How’s that for an argument?
Yes, you read right: Because the Americans "had no real plan" for the occupation, or everything went hay-wire and not according to plan, there is a better chance for real democracy to take hold.
Regime change only happens after a fight. Governments outside of democracies usually won’t give up power without violence or a threat of violence. And if someone is willing to die for a change of government, it means they really want it and will fight for its existence: Freedom isn’t free.
It is an accepted truism that “revolution must come from within.” And democracy is a very finicky system. It needs to be constantly kept in check and to be constantly protected from falling apart. And it will usually only be protected, if people have fought very hard to build that democracy.
Although I supported the US war against Iraq, I wasn’t so sure about turning Iraq into a democracy. To me it seemed too simplistic, and it goes against all the principles of what a democracy is.
However, I thought it would be criminal for the US to go into Iraq, screw up their system of government, however corrupt and horrific it was, just to turn around and say: “okay, guys, here’s your country back…good luck putting it all together.” It was clear that the US was going to have to help in some way.
The important factor in creating a democratic Iraq is the Iraqi citizens taking responsibility. They have to want it and work for it. They have to stand up against those who threaten the creation of a democracy. The US can not be in Iraq forever. The US military presence in Iraq, should be seen as a crutch. It is helping Iraq get back on its feet again, but Iraq needs to flex its political muscles and get strong enough to stand on its own. Otherwise, as soon as the US pulls out of Iraq, the democracy would just crumble.
As an example: the success of the German occupation and resulting Federal Republic of Germany was actually partly credited to the chronic understaffing of capable civil affairs officers. If one looks at the actual “plans” the US had for post-war Germany, they failed miserably in many areas, but succeeded in their final goal of turning Germany into a peaceful and democratic country. However, this was despite many American efforts, and not because of them. America actually wanted to “Americanize” Germany in many ways. Because of the lack of enough officers and US personnel to govern, a lot of responsibility was given to Germans town committees. These committees really became the backbone of the democracy which then flourished in the war torn country, which was thus truly a German homegrown democracy and not an American implanted democracy. The American occupation in Germany was a completely different situation than what is now occurring in Iraq, however one can be encouraged by its success, despite very different American plans.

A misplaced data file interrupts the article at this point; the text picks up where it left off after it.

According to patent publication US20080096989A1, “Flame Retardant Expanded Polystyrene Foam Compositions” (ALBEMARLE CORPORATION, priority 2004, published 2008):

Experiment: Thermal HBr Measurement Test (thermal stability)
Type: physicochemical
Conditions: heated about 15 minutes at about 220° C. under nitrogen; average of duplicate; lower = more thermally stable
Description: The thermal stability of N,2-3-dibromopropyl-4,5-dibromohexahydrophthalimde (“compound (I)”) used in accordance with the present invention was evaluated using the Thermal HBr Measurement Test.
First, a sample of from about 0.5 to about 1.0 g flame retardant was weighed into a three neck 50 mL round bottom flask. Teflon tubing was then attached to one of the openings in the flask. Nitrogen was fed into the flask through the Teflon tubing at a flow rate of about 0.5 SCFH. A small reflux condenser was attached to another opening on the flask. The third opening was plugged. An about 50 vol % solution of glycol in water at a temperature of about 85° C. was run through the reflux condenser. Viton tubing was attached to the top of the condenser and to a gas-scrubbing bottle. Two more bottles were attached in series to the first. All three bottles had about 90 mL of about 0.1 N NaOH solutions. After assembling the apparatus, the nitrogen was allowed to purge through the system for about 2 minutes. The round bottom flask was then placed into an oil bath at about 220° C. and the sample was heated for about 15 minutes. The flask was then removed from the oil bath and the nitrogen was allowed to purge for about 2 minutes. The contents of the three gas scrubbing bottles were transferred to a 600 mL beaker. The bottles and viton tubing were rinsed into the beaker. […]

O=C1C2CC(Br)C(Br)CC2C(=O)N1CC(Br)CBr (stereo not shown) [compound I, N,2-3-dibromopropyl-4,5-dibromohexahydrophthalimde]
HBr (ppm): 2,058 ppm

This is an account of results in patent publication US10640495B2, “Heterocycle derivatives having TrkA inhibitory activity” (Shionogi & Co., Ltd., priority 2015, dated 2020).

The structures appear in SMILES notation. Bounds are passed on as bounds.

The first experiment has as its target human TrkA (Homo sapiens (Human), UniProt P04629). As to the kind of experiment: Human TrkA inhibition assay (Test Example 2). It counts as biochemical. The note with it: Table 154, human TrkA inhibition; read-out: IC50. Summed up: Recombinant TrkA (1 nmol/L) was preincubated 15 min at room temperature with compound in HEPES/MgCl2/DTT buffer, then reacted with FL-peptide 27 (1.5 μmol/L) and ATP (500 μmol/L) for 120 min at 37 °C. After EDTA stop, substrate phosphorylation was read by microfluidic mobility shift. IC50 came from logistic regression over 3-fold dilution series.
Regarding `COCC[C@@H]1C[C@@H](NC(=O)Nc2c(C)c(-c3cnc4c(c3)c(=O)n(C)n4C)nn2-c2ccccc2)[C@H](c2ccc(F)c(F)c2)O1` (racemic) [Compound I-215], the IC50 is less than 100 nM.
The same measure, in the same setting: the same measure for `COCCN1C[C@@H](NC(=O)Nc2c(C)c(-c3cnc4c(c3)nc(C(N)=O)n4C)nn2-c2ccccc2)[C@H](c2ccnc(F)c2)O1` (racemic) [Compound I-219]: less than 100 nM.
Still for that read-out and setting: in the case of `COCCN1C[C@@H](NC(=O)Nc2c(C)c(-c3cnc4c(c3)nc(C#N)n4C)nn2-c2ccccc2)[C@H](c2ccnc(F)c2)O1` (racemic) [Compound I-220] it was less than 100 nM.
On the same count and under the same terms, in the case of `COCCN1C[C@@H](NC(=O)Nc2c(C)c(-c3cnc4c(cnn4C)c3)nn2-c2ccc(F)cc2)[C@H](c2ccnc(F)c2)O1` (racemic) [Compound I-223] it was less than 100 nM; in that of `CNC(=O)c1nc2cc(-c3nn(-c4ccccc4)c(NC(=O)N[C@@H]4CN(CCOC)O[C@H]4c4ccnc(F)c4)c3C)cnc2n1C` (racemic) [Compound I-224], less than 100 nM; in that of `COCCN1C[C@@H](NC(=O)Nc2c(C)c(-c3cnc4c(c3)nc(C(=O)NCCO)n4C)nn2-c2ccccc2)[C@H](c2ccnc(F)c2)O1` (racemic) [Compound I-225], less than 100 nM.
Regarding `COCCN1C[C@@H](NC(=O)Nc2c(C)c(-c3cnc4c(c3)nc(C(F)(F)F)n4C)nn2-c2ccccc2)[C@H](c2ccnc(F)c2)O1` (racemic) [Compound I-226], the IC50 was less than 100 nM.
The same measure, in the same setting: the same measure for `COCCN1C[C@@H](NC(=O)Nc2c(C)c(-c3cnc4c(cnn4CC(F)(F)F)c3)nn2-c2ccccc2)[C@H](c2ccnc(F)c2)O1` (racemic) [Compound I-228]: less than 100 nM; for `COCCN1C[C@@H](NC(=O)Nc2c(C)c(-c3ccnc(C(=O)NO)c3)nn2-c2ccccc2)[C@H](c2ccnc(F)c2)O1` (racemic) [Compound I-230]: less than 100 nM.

Most Iraqis have been excluded from the political process for the last 30 years or so, so there is a complete lack of politicians. [Okay, no jokes here about that being a good thing.] Now Iraqis are learning to and getting to take part in the political process again.
The Iraqi Expat has a good post
explaining his view of the effects of 45 years of history on the Iraqi mentality:[...] Now think about all that, the turbulence of 60s, the elimination of the politicians from the 60s onward, the uneducated low-class that became the masters, the low life criminals that became common, the immorality that were taught and the imprisonment that made the people unaware of how people live outside Iraq's borders; all that takes time to repair, it is damaging and it is slowing the realization of freedom and democracy, but it will not stop it. [...]
The security in Iraq is not that good, to say the least. There are daily kidnappings, shootings, bombings, etc. Some people call it the Wild West. The US and other coalition forces are doing their part in trying to establish peace. Some say they are not doing enough, there has to be more American soldiers there. But I disagree. I think that if the US provides too much security, what reason do the Iraqis have to fight? And how are the Iraqi security forces going to learn? This is a trial by fire situation.
A year ago, the Iraqi police and National Guard were notorious for their disorganization and fear in the face of danger, but gradually we are seeing more progress. They are standing up to criminals, instead of running away. They are becoming more disciplined; they are becoming more like their American counterparts. The January elections were also a turning point, where Iraqis proved to themselves and the world that they were willing to fight for their political freedom, and they weren’t going to be terrorized into submission anymore.
There are many maxims to military life, and here are two: “There is no such thing as a perfect plan”, and “Field experience is something you don't get until just after you need it.” And I think they both apply very well to the situation in Iraq. There can’t be a perfect plan for the US mission in Iraq, and the Iraqis can’t gather experience in a democracy until that democracy is actually created through a democratic process.
It is violent in Iraq right now, but most revolutions are. And for the US to help too much in providing security and guidelines would be detrimental to Iraq’s future. Once Iraq has established democracy and security, the rest of the world can have confidence in the Iraqis, because it will have also been their efforts that created the democracy, and not just the US’.